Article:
“Rabble, rabble, rabble!” The mob shouts and rabbles about…? What? No one really knows; it’s a bit muddy right?
When I trained for civil disorder situations in my time working for the Australian Federal Police, our instructors would act as violent protestors screaming unintelligible mixed messages like, “Land rights for gay whales!!” They were mockingly mixing their messages to typify a type of chaos that comes when there is no clear level of importance to any or all issues and values.
Today it seems like many voices in the cultural, church, political, and media spheres are living in a continual state of outrage and messaging that is abundantly clear about what it is against but less clear on what it is truly for.
For pastors and ministry leaders, sorting through the mix of issues that seem incredibly worthy of our time, energy, and most importantly voices, we run the risk of muddying our messages, values, and purpose.
Here are three simple principles to boil down your clarion call, or in simpler terms your driving purpose, in life and ministry to help silence the chaos and bring clarity.
Chances are your ministry life looks like you doing a lot of different things, but until you know what your core calling is and make it a priority, you’ll continue to feel run down, worn out, and spread in a million different directions. When you boil down your deepest passion and core calling for ministry, what is left? Is it to preach, to care for others, to train pastors, instruct children, help women or men understand the Bible better, something else?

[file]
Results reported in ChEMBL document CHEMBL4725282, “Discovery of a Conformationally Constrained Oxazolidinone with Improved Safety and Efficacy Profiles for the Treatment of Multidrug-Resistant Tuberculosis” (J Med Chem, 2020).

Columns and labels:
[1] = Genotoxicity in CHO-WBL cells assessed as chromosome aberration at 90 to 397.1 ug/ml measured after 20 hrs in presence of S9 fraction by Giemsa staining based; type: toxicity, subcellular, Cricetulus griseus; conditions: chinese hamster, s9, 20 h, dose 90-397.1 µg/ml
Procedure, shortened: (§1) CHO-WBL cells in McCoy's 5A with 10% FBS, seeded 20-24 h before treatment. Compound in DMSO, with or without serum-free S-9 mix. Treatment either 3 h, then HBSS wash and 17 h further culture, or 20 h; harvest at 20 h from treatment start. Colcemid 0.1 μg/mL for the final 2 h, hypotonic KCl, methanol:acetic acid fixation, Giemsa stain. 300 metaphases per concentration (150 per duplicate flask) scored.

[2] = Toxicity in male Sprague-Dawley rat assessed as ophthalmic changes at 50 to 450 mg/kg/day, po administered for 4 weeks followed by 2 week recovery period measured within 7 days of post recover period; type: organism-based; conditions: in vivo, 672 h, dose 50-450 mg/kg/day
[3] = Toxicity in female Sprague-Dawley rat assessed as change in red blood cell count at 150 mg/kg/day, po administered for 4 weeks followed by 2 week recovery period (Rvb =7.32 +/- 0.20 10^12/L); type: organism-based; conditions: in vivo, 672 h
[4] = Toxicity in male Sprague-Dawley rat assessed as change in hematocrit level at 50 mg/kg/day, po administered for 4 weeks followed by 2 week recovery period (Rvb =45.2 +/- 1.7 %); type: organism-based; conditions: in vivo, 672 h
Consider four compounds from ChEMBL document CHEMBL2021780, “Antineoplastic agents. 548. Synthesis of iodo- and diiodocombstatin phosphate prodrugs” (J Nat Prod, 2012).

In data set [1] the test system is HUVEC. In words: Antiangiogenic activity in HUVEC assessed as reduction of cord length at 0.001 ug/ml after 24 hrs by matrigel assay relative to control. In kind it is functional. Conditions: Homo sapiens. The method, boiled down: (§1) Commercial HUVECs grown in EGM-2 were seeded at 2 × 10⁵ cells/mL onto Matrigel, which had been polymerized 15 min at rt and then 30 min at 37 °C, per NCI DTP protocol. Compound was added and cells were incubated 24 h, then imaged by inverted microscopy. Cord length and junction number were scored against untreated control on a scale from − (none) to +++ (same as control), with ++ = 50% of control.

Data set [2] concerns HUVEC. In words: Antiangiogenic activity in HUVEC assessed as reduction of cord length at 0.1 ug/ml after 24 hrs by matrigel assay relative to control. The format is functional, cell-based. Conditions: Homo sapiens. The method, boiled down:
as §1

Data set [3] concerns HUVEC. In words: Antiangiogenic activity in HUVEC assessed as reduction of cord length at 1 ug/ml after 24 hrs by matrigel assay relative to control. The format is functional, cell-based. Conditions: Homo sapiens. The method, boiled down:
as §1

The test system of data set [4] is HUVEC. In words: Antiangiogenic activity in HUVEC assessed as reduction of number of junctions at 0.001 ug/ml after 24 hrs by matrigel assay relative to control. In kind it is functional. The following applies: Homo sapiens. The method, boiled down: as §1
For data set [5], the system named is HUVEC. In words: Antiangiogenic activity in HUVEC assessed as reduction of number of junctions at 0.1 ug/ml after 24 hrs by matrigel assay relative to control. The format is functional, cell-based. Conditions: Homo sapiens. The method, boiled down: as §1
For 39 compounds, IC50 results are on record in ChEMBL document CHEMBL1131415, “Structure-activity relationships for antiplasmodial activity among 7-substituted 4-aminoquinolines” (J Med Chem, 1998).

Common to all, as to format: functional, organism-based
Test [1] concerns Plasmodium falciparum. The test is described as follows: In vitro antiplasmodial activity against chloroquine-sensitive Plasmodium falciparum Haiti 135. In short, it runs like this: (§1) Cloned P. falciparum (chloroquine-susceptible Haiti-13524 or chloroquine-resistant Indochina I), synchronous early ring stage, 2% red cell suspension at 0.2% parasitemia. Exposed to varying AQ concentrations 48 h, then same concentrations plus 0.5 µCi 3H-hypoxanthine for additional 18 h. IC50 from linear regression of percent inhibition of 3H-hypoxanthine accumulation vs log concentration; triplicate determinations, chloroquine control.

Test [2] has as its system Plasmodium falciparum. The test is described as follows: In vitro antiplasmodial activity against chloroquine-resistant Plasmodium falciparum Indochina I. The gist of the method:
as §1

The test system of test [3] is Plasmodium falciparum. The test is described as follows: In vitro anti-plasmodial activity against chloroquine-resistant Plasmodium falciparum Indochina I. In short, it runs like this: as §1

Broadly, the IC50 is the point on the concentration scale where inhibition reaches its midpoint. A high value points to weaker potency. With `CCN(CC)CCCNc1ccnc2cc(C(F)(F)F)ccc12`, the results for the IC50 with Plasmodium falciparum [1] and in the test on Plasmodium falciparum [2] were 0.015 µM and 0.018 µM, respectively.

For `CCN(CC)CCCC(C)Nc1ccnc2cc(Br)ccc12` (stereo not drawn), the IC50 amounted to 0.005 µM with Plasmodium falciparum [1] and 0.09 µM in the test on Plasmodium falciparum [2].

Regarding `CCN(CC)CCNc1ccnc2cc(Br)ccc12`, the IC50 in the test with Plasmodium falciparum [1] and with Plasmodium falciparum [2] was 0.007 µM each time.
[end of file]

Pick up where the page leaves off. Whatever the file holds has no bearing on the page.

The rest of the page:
Try asking yourself this question: “When I consider what I am giving my life to, which area is the most important for me to succeed in?”
Now this might sound like I am talking out of both sides of my mouth, but as you figure out what is most important and you give it priority in your ministry, you must still ask the question, “Is this detracting from other things I hold as valuable?”
We are not binary creatures, and especially in ministry we will always have multiple responsibilities we are obligated to. When we discover our clarion call and give ourselves to it, other aspects of ministry life play not just secondary roles, but supportive ones.
For example, how can the person called to preach the Gospel as primary do that well unless he is also a deeply connected shepherd in the lives of his flock? If he does not have a holistic view and value his role as pastor, he will never be able to fulfil the primary call on his ministry life.
Is everything in your vocation and your life working together for harmony as you pursue wholeheartedly that which is most important?
I don’t have a great ear for music, but I do know if things don’t sound right and are out of harmony. It stands out if someone is off timing or out of tune. So, it is in my life. As I fight for clarity in calling, I know if something on my calendar is detracting from it. If something is out of harmony either do what it takes to bring it into harmony or cut it out of your time.
Consider the example of Jesus who, when the crowds and rabble threatened his true purpose, withdrew (Jn 6:15) so his focus could remain on his clarion call to redeem the whole world.
As you consider these three simple principles, may you become more effective at serving and engaging your gifts in the calling the Lord has placed in your life as you grow in understanding of your clarion call. And as you go, may you learn to tune out the rabble and give yourself to that call with fervor and passion.